Yeah, bass eat bugs and so do trout. I get that.
But that warms me to the point I was going to make (eventually):
Has anyone modeled the minimum species counts and names that it takes to make a planet work? Or, even a region within a planet?
Seems to me someone must have done it – and there have been some bubble environments done by NASA where (going from memory) they have actually modeled this stuff.
But has it been reduced to a simple spreadsheet?
Or, is it something so big it won’t fit on a PC?
As you know, I’ve been out riding tractors all week. Husqvarna lawn tractor and the Kubota romper/stomper with the bush hog on it.
Been seeing the whole range of wildlife in the process. A few snakes (including an ornery cottonmouth) and all kinds of bugs. Been through every kind of web imaginable.
The management question rolling around comes to this: How many of these critters could I do away with and still have a nice piece of land?
Take scorpions, for example. I know they eat other bugs. But, if I got rid of all of them – the whole kit and caboodle –- couldn’t I have a better place?
Of course, then the armadillos might not get as much to eat. But I might go for that because they dig up soft parts of the yard and are a general nuisance. We don’t hound them – they seem relatively unbothered by us. And in a cat-like sort of way, they’re cute.
But could we get rid of all the scorpions and brown recluses – and sure, let’s toss in the black widows, too – and still have a working ecological system? I’ve already got the Orkin man slated to give the mounds of fire ants which are popping up by the road some swimming lessons in pools of chemicals.
Board of Directors question: Other than some supposed flies that eat fire ants, another other bright ideas? The flies didn’t work.
I mean people talk about the “natural balance” – Fearless Leader was off doing this in the Everglades this week. But, when comes down to it, I’m looking for the equivalent of my “financial model” so I can roll with hitting the one or two things that will really work to reduce the general pest levels.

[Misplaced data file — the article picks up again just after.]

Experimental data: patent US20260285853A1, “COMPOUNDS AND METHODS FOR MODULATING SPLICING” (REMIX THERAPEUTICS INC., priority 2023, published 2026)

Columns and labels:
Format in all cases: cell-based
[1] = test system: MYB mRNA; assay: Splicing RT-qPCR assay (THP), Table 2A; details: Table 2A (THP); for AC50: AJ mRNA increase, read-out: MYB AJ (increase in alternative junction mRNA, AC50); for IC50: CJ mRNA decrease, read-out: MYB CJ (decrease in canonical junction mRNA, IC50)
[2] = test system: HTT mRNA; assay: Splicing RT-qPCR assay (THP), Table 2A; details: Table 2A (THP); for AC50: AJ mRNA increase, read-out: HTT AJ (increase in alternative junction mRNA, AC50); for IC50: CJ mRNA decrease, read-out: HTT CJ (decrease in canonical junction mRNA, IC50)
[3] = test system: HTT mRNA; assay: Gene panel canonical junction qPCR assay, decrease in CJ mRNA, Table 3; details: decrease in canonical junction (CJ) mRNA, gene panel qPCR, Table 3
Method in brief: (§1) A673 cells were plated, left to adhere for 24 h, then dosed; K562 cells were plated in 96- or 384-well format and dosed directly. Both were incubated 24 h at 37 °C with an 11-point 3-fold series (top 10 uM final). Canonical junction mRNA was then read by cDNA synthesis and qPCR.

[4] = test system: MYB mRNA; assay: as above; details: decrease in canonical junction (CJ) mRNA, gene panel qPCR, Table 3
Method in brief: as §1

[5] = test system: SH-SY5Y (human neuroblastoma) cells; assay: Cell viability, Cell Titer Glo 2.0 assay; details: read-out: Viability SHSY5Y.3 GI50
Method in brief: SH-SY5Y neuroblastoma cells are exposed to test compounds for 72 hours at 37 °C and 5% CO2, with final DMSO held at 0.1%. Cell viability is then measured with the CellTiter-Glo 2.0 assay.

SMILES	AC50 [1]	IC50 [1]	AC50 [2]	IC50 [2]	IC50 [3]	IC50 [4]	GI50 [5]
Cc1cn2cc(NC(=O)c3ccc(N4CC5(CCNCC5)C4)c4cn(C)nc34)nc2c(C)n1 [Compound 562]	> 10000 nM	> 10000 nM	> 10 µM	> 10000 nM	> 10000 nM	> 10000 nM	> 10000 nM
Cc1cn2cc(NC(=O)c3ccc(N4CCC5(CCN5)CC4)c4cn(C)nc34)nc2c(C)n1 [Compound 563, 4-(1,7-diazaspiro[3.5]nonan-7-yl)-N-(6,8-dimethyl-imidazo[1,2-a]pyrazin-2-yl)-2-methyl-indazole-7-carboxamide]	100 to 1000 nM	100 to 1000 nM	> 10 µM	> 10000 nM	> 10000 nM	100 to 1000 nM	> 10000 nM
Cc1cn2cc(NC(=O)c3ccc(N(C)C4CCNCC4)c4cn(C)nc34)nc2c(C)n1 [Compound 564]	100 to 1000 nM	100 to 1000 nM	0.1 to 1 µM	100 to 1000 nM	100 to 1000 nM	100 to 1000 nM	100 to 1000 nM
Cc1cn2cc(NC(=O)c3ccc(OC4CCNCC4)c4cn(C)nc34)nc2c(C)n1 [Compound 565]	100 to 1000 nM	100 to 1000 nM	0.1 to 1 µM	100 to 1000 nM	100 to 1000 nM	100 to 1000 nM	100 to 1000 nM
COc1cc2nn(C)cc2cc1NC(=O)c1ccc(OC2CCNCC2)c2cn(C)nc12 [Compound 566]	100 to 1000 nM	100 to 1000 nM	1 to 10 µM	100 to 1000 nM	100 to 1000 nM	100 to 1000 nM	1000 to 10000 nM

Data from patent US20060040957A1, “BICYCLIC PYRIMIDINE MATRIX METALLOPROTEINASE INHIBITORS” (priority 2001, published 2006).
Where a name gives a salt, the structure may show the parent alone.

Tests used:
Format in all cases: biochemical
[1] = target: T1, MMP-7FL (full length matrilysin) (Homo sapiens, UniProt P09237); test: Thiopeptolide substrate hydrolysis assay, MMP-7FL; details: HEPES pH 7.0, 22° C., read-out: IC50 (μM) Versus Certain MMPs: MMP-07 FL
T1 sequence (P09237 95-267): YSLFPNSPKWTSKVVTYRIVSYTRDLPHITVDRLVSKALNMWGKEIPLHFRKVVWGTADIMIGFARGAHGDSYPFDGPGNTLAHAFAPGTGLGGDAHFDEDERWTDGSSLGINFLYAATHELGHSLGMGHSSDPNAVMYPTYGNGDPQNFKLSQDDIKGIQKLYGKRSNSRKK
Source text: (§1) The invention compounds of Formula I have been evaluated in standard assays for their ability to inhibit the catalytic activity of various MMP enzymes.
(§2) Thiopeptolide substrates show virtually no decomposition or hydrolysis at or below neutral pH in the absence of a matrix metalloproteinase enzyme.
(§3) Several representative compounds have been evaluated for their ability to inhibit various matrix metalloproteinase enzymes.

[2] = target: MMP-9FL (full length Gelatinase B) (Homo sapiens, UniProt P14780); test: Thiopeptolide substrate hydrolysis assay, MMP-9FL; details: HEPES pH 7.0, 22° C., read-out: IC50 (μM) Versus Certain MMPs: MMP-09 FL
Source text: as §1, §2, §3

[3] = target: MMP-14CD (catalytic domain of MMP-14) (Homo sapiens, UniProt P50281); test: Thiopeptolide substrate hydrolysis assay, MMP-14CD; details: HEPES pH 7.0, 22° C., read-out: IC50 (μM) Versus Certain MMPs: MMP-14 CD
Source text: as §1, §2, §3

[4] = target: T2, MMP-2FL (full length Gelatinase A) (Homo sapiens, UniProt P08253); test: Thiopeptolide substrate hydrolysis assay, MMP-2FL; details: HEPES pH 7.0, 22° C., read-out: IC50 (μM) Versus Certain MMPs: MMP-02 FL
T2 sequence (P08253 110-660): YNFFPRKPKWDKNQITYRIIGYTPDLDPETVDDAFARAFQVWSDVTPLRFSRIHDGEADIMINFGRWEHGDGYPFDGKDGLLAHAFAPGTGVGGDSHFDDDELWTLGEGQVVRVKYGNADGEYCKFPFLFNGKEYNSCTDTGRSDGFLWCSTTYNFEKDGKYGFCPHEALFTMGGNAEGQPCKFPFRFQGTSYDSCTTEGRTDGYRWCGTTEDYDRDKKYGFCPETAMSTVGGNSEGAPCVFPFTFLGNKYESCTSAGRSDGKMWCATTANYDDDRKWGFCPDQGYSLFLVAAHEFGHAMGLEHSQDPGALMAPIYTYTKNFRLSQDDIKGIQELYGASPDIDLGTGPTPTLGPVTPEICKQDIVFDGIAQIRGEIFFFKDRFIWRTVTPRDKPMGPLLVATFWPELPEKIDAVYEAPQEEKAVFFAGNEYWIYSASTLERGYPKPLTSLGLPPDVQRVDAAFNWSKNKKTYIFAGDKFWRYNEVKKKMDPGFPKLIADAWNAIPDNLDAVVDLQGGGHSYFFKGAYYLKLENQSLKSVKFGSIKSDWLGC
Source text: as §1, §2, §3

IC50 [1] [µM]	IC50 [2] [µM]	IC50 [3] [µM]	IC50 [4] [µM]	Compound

Absent a reasonable (spreadsheet) I’ve started on Hidden Nature: The Startling Insights of Viktor Schauberger to see if a non-traditional observer of how land “works” has anything to offer in the way of sensible management advice.
In the meantime, Panama has guard duty as we head into town for another case of tractor hitch pins which aliens are beaming off the tractor while I’m out thrashing about. Either that, or I’m beating the 4×4 tractor to within an inch of it’s life a little too often.
Naw, couldn’t be that…has to be the aliens.
Oh.. One other real note about living on 30-acres of wannabe tropical property: Elaine doesn’t like my idea of raising our own beef. She’s a warm and caring person and doesn’t want to eat any animal we raise. My proposal to avoid the issue by not naming cattle on the hoof didn’t get a warm response. Something about being an insensitive carnivore.
But this gets us into a whole sticky-zone of how humans projecting emotions onto dinner. That’s one I haven’t figured out how to reduce to a spreadsheet. Maybe if I named heads of lettuce and apples, it would help.
Raising our own beef seems to me to be a better deal than paying $15 a pound and taking a chance on someone else’s cattle raising.
Not counting the electric fence, turning a $100 bill worth of small cow into 1,00 pounds of prime beef just seems to pencil out better. Even after the cutting and wrapping.
Sorry…didn’t mean to raise a such huge moral dilemma before breakfast.
Returning to Hank’s list the next translation is “Cruelty-free materials” which is Brownfornian for “synthetic materials.” But that comes from oil and that gets a bad-rap with fracking. So where’s that balance?
The Eco-George is trying to do right but it’s hard being a meat and vegetable-powered fellow in a trail mix world.
Write when you break-even…